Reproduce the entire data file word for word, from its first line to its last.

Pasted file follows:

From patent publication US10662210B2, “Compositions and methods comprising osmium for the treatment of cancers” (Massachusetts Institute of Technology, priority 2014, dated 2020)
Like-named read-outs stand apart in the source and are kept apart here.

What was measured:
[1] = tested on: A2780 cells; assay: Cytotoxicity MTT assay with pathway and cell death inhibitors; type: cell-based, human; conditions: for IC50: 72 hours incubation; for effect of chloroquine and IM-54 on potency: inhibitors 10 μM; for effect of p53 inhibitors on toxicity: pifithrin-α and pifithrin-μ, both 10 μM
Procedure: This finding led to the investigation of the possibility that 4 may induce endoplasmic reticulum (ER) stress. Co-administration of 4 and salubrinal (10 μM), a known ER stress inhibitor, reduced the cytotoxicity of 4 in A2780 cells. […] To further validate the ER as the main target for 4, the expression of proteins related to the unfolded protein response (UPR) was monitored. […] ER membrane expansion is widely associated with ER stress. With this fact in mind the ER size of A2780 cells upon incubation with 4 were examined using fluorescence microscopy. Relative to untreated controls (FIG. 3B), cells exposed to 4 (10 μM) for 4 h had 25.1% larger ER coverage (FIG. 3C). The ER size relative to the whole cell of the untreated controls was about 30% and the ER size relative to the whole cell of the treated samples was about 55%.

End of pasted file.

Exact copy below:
From patent publication US10662210B2, “Compositions and methods comprising osmium for the treatment of cancers” (Massachusetts Institute of Technology, priority 2014, dated 2020)
Like-named read-outs stand apart in the source and are kept apart here.

What was measured:
[1] = tested on: A2780 cells; assay: Cytotoxicity MTT assay with pathway and cell death inhibitors; type: cell-based, human; conditions: for IC50: 72 hours incubation; for effect of chloroquine and IM-54 on potency: inhibitors 10 μM; for effect of p53 inhibitors on toxicity: pifithrin-α and pifithrin-μ, both 10 μM
Procedure: This finding led to the investigation of the possibility that 4 may induce endoplasmic reticulum (ER) stress. Co-administration of 4 and salubrinal (10 μM), a known ER stress inhibitor, reduced the cytotoxicity of 4 in A2780 cells. […] To further validate the ER as the main target for 4, the expression of proteins related to the unfolded protein response (UPR) was monitored. […] ER membrane expansion is widely associated with ER stress. With this fact in mind the ER size of A2780 cells upon incubation with 4 were examined using fluorescence microscopy. Relative to untreated controls (FIG. 3B), cells exposed to 4 (10 μM) for 4 h had 25.1% larger ER coverage (FIG. 3C). The ER size relative to the whole cell of the untreated controls was about 30% and the ER size relative to the whole cell of the treated samples was about 55%.